Sunday, April 09, 2006

Losing Your Ethical Compass

If you read about scandals in depth, you usually see a pattern: otherwise good people going astray. It may be comforting to think that the CEO covering his face as he pushes through a pack of reporters on the courthouse steps is far removed from ourselves and our friends, but odds are the pariah is eerily similar. At some point – to borrow a phrase made famous by Watergate - he simply lost his ethical compass.

This is not meant as an excuse. As far as I’m concerned, there are many corporate executives who could seriously benefit from a few years of chopping cotton on a prison farm and I’m thinking of ones who haven’t been convicted. But we are fooling ourselves if we overlook the subtle ways in which good – and very bright – people can go bad.

Here are a few:

Believe your own publicity. The Greeks had a great word for it: hubris. Take an ambitious achiever, mix in a cup of pride with a pinch of arrogance. Surround the ingredients with people who quickly tend to needs, both real and anticipated. Warm with excessive praise and sprinkle with success. In no time, the dish is ready.

Isolate yourself. Create an inner circle of sycophants. Seldom confuse matters with outside opinions. (What do they know anyway?) Be sure to have a series of filters so if there is bad news out there, you'll be the last to know.

Create an aura of bravado. I recall a Charles Keating associate who said that one of the requirements for acceptance in that executive circle was to fire someone. Chest-thumping and boasting are marvelous ways to justify cutting ethical corners. After all, ethics is for wimps.

Shoot the messenger and crush dissenters. Squelch opposing opinions in the name of maintaining a positive work climate. Punish anyone who tells the blunt truth. Label and mock mavericks as whiners or malcontents. Exile or fire any opposition. You'll be surprised just how quickly people will catch on. The gutsy ones will leave and the morally pliable ones will stay. There's nothing like a happy crew.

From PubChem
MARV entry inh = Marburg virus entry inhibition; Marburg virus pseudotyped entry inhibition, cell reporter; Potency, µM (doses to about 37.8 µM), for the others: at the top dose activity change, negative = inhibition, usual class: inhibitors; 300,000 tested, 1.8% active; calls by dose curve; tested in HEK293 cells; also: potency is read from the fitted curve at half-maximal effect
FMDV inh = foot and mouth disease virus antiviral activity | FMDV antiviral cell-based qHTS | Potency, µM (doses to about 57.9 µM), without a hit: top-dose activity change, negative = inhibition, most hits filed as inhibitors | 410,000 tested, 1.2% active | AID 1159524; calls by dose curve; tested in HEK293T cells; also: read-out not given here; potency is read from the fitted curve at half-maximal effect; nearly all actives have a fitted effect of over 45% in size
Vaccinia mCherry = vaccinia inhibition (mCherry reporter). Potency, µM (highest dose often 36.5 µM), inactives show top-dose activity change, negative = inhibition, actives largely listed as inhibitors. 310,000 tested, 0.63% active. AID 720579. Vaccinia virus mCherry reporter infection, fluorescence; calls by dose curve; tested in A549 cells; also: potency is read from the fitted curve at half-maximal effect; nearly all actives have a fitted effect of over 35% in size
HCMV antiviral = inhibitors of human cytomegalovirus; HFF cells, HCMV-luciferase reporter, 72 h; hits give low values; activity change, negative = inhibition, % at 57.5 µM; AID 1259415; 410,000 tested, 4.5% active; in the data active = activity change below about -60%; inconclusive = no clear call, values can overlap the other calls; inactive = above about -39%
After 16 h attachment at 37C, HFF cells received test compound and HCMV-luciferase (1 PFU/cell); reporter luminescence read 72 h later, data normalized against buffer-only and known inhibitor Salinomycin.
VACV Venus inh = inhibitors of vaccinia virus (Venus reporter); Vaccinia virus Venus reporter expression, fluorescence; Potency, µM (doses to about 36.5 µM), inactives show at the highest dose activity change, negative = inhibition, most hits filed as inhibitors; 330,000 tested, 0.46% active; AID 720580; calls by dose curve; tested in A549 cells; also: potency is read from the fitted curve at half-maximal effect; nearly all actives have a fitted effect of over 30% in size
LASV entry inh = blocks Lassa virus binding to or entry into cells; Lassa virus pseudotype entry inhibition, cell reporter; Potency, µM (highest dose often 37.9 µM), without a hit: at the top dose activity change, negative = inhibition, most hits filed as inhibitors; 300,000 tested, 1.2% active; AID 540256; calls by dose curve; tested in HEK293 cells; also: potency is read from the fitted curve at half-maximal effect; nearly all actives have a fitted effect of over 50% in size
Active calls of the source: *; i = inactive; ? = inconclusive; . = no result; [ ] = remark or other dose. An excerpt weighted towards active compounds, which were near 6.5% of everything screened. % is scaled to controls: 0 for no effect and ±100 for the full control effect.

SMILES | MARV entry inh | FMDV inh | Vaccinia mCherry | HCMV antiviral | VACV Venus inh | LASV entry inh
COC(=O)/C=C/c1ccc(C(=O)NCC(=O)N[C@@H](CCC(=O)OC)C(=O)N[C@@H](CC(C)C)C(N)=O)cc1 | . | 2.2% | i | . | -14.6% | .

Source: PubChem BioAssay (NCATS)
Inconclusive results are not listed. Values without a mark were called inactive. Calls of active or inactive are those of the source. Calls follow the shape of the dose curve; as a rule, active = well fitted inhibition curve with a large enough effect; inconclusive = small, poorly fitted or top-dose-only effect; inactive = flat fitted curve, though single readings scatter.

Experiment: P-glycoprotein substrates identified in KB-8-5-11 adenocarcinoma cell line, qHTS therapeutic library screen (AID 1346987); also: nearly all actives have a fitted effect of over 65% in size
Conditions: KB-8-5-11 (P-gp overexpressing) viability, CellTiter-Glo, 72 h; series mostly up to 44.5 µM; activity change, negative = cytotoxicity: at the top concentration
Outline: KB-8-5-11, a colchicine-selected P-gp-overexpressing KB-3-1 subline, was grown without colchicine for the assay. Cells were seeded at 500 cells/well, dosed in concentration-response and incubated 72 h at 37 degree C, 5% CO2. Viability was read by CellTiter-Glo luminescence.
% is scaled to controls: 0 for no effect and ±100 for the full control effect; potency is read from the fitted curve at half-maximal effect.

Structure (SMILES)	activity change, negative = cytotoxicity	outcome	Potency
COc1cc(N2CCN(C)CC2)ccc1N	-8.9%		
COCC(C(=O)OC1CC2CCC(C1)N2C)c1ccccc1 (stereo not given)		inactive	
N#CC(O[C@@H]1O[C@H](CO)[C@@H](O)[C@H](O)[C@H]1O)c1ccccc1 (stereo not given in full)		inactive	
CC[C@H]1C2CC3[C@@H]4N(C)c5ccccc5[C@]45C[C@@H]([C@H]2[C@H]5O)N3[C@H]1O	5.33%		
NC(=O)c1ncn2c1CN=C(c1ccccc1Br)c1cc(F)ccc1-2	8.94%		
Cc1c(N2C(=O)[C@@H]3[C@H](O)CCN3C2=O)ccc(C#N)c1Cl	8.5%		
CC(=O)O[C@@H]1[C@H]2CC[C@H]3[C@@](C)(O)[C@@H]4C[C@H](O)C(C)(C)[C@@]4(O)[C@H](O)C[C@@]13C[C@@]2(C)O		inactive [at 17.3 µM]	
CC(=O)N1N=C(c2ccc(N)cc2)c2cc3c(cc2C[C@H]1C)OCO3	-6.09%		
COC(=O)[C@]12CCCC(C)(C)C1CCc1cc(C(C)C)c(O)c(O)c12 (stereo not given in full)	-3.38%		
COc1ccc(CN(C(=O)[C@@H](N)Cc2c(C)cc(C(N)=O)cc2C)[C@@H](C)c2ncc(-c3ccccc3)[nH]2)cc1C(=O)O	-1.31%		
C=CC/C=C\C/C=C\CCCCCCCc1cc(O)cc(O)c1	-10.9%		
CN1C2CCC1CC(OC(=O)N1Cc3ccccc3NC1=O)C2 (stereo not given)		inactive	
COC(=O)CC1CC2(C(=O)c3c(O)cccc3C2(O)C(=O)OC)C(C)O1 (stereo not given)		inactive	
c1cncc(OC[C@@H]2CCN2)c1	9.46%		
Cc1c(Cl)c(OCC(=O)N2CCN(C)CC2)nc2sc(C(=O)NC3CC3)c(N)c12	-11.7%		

Demonize your enemies. They’re not just of a different opinion; they’re evil. You’ve got to do unto them pronto without regard to any ethical constraints. Those weasels deserve it.

Focus on the bottom line. Ignore process. Process and procedures apply to others, not to you and your team. In life, results are the only things that matter. Besides, you don’t have time to be bureaucratic. You’ve got a job to do. If the lawyers, HR, and the accountants raise troubling questions, smile and have them ushered from the room.

See good business as synonymous with good ethics. This doesn’t mean that if you are ethical, your business will flourish. It means that what is good for your business is inherently ethical. You are doing good work, helping the community, providing jobs, and contributing to the charities. How can you do all of those fine things if you don’t have the power to do so? And in order to have power, you may have to do some things that could be a tad questionable to some self-righteous bystander.

Overestimate the cost of being ethical. Our backs are to the wall. We can’t afford ethical niceties. The philosophers can debate those. We’ve got deadlines.

Don’t give your associates the permission to be ethical. There's an ethics statement posted around here somewhere. If you blabber on about ethics, people will begin to think that you’ve gone soft. We can’t afford that, can we? Not with the sharks that we've recruited.

Tell yourself that everybody does it. If you don’t do this, one of your competitors will. You don’t want to be a sucker, do you? Your actions aren’t unusual. They are common in your industry. It would be unethical for you not to do this. You have people whose livelihoods depend on you. And we can gauge ethics with a calculator. If more than three people or companies do it, it must be ethical.

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